Is your fitness centre untidy and cluttered?


It’s 6pm on a Monday night, peak usage time during the busiest night of the week in the gym. There are gym bags, items of clothing and sweat towels in a pile next to the entrance of the group fitness room.

There are few dumbbells on the dumbbell rack because most of them are on the floor in the middle of the free weights area. You have to step over gym mats to get to equipment. Plates of various sizes are on the floor, propped up against benches or pin-loaded equipment.

And then you see it, happening in what seems like slow motion. A member steps backwards to give himself enough room to do his next exercise and doesn’t see the dumbbell behind him. As he steps on it, his ankle twists sharply and falls heavily to the ground.

The member has ripped a ligament from the bone in his ankle, an injury that now affects him at home, at work and the gym.

Are you sure this scenario couldn’t happen to you?

Having a tidy and uncluttered centre brings important benefits, such as being a more pleasant environment in which to exercise for members and looking more appealing for potential members. However, there are more benefits to a tidy and uncluttered fitness centre than just making it look attractive.

It’s reasonable for people to expect to exercise in a safe environment. All fitness centres have a duty of care to look after the health and wellbeing not only of their staff, but their members and others who come into contact with their business, such as visitors.

It’s not hard to see why an untidy and cluttered environment can lead to injuries. A person may not see a weight left on the floor, trip over it and sprain a ligament. They could sustain a gash on their leg walking past a weight propped up against a bench. These types of injuries are foreseeable and preventable. They may not be life-threatening, but they are painful, costly, and could mean time away from the gym, as well as work, whilst recovering.

Tips for reducing the risk injuries

  • Lead by example. Let everyone know that you take safety seriously by stating that you operate a tidy and uncluttered gym in your policies and procedures, and follow through with what you say.
  • Involve your gym staff in developing your policies and procedures and ensure staff know they have an obligation to adhere to them.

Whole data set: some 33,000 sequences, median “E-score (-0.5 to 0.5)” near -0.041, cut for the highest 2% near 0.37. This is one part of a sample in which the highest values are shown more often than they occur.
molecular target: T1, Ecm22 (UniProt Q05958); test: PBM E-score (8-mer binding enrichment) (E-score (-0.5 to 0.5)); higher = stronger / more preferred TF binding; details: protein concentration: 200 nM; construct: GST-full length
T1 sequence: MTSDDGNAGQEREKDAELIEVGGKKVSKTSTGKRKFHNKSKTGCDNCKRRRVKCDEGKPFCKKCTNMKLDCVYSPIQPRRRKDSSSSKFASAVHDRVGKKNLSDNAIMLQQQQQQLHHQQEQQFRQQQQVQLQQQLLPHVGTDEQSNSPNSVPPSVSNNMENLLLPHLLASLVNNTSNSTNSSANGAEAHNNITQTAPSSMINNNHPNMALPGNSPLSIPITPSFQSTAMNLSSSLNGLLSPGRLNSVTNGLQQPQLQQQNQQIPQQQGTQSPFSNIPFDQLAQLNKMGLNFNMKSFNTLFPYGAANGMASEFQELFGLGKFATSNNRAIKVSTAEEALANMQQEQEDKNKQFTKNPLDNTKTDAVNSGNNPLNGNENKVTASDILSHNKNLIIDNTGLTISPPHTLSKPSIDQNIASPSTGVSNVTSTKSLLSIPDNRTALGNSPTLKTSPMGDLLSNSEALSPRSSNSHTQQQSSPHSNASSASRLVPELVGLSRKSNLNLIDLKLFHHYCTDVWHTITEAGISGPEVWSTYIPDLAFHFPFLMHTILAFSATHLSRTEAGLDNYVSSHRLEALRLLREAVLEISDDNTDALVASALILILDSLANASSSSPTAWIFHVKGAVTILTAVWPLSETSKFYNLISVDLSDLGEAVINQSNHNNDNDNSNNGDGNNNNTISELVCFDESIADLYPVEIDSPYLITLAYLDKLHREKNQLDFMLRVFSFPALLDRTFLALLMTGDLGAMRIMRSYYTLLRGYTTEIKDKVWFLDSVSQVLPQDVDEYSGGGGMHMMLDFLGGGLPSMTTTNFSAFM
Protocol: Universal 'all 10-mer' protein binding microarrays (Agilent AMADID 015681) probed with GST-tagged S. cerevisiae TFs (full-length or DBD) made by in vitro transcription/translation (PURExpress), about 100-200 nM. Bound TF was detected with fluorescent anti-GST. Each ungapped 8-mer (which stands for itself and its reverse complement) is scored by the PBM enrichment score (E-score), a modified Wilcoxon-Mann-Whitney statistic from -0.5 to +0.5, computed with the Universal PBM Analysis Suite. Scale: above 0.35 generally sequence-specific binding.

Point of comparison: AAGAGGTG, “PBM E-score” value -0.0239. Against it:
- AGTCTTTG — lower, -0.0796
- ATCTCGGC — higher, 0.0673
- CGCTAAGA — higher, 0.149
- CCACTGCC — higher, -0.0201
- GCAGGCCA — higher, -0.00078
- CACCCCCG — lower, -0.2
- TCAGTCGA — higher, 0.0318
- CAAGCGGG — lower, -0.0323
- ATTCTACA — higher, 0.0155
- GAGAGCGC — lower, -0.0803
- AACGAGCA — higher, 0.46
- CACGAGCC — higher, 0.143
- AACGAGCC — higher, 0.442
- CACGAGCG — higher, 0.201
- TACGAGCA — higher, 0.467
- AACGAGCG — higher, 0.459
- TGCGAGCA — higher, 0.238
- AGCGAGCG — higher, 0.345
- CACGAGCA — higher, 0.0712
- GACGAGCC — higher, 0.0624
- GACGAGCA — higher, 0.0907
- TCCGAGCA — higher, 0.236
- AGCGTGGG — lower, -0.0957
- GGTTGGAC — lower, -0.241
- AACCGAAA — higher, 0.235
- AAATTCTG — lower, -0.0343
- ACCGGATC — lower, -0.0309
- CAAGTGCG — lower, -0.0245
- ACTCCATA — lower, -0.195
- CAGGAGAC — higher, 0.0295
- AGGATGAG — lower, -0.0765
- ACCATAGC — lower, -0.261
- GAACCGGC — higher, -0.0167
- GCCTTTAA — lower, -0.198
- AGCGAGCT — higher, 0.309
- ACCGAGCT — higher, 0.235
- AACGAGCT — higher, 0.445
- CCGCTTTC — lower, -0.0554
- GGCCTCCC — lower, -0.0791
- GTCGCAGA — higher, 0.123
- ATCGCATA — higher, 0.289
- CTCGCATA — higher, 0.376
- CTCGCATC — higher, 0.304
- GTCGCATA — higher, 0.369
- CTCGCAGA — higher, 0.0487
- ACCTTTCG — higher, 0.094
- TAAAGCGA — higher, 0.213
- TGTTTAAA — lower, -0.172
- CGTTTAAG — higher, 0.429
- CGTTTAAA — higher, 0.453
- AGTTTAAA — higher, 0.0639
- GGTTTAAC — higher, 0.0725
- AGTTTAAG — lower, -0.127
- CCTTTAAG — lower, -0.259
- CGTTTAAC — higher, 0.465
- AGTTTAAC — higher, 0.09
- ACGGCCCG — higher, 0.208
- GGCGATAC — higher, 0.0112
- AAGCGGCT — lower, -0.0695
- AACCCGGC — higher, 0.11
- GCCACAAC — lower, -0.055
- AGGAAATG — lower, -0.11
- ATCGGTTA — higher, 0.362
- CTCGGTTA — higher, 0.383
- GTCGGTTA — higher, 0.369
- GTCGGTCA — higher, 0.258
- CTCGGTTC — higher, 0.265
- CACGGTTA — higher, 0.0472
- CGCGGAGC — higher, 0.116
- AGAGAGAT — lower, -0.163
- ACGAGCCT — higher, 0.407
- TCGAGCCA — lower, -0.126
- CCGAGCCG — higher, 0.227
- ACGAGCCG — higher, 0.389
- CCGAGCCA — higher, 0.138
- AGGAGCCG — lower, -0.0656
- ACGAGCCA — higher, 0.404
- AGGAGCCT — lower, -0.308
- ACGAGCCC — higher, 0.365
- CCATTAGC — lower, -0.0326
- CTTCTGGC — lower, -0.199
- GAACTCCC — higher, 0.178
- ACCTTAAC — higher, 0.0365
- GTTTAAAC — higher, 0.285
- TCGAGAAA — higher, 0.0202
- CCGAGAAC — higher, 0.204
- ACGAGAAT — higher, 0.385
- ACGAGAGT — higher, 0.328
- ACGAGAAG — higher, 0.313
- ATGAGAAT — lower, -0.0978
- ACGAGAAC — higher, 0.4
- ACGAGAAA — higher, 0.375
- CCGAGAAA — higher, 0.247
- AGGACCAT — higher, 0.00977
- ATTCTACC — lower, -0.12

• Start good habits early and inform your members during their induction or initial session that your gym is serious about keeping it tidy and uncluttered, along with an explanation of why.
  • Use signage to reinforce good habits. Pictures and signs can provide reminders about what’s expected, and that serious injuries really can happen in the gym environment.
  • Demonstrate commitment by giving members time to put away equipment they’ve used once they’ve finished with it during their induction session. If this isn’t done and gym staff put away the equipment for members, it reinforces that they don’t need to put their equipment away.
  • Arrange your gym layout to allow adequate space and storage for non-fixed equipment such as by using dumbbell racks and exercise ball storage trees.
  • Make sure there is a defined place on the gym floor where each piece of equipment is stored or rests, whether it’s fixed (e.g. pin-loaded equipment) or non-fixed (e.g. skipping ropes).
  • Store equipment close to the area you expect it to be used. It’s easier for people to put equipment away close to where they used it rather than having to walk over to the other side of the gym to put it away.
  • Actively supervise the gym, monitoring whether members put equipment they’ve used back to its rightful place, and provide ‘friendly reminders’ to those members who don’t follow the rules.
  • Any staff working on the gym floor, such as personal trainers, need to be reminded of their duty to follow the fitness centre’s policies and procedures about putting away equipment after use. Do spot checks. Those not complying can set a bad example for members.

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